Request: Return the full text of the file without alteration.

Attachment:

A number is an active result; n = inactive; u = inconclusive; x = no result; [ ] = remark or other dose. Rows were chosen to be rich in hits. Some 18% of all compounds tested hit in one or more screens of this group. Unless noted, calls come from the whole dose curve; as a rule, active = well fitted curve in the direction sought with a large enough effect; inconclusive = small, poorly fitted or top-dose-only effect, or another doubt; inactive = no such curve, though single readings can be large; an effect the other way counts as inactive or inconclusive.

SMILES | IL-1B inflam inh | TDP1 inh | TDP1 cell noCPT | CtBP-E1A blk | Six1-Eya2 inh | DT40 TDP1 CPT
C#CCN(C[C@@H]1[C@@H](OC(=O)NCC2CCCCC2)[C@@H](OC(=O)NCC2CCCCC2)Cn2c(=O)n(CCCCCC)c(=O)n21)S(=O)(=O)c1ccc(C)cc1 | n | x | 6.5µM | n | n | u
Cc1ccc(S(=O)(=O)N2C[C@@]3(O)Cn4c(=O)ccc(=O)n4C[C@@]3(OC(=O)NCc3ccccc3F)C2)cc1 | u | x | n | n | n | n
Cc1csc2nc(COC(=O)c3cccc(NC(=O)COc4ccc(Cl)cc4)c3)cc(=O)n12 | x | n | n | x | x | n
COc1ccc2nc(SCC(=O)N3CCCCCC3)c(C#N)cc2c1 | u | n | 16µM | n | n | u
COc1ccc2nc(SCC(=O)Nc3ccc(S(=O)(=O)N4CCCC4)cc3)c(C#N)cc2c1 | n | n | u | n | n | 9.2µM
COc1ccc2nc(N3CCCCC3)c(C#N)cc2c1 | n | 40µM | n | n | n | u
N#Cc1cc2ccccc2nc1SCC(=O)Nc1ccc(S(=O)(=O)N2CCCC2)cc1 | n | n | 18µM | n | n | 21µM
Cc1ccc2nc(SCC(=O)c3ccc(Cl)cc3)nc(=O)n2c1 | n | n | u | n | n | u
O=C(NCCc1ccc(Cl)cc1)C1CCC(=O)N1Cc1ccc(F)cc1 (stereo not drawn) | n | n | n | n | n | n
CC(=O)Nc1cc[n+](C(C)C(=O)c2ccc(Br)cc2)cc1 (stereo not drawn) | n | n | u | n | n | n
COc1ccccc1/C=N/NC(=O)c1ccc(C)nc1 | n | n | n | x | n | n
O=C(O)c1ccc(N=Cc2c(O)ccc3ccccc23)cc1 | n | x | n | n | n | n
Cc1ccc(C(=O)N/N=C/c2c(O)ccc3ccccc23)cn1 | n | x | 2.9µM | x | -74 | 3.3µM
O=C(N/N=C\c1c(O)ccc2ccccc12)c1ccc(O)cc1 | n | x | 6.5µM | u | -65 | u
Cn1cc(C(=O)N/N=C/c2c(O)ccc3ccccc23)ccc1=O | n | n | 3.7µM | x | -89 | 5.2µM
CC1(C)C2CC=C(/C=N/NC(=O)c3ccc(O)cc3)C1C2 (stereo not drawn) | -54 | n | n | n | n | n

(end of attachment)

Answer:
A number is an active result; n = inactive; u = inconclusive; x = no result; [ ] = remark or other dose. Rows were chosen to be rich in hits. Some 18% of all compounds tested hit in one or more screens of this group. Unless noted, calls come from the whole dose curve; as a rule, active = well fitted curve in the direction sought with a large enough effect; inconclusive = small, poorly fitted or top-dose-only effect, or another doubt; inactive = no such curve, though single readings can be large; an effect the other way counts as inactive or inconclusive.

SMILES | IL-1B inflam inh | TDP1 inh | TDP1 cell noCPT | CtBP-E1A blk | Six1-Eya2 inh | DT40 TDP1 CPT
C#CCN(C[C@@H]1[C@@H](OC(=O)NCC2CCCCC2)[C@@H](OC(=O)NCC2CCCCC2)Cn2c(=O)n(CCCCCC)c(=O)n21)S(=O)(=O)c1ccc(C)cc1 | n | x | 6.5µM | n | n | u
Cc1ccc(S(=O)(=O)N2C[C@@]3(O)Cn4c(=O)ccc(=O)n4C[C@@]3(OC(=O)NCc3ccccc3F)C2)cc1 | u | x | n | n | n | n
Cc1csc2nc(COC(=O)c3cccc(NC(=O)COc4ccc(Cl)cc4)c3)cc(=O)n12 | x | n | n | x | x | n
COc1ccc2nc(SCC(=O)N3CCCCCC3)c(C#N)cc2c1 | u | n | 16µM | n | n | u
COc1ccc2nc(SCC(=O)Nc3ccc(S(=O)(=O)N4CCCC4)cc3)c(C#N)cc2c1 | n | n | u | n | n | 9.2µM
COc1ccc2nc(N3CCCCC3)c(C#N)cc2c1 | n | 40µM | n | n | n | u
N#Cc1cc2ccccc2nc1SCC(=O)Nc1ccc(S(=O)(=O)N2CCCC2)cc1 | n | n | 18µM | n | n | 21µM
Cc1ccc2nc(SCC(=O)c3ccc(Cl)cc3)nc(=O)n2c1 | n | n | u | n | n | u
O=C(NCCc1ccc(Cl)cc1)C1CCC(=O)N1Cc1ccc(F)cc1 (stereo not drawn) | n | n | n | n | n | n
CC(=O)Nc1cc[n+](C(C)C(=O)c2ccc(Br)cc2)cc1 (stereo not drawn) | n | n | u | n | n | n
COc1ccccc1/C=N/NC(=O)c1ccc(C)nc1 | n | n | n | x | n | n
O=C(O)c1ccc(N=Cc2c(O)ccc3ccccc23)cc1 | n | x | n | n | n | n
Cc1ccc(C(=O)N/N=C/c2c(O)ccc3ccccc23)cn1 | n | x | 2.9µM | x | -74 | 3.3µM
O=C(N/N=C\c1c(O)ccc2ccccc12)c1ccc(O)cc1 | n | x | 6.5µM | u | -65 | u
Cn1cc(C(=O)N/N=C/c2c(O)ccc3ccccc23)ccc1=O | n | n | 3.7µM | x | -89 | 5.2µM
CC1(C)C2CC=C(/C=N/NC(=O)c3ccc(O)cc3)C1C2 (stereo not drawn) | -54 | n | n | n | n | n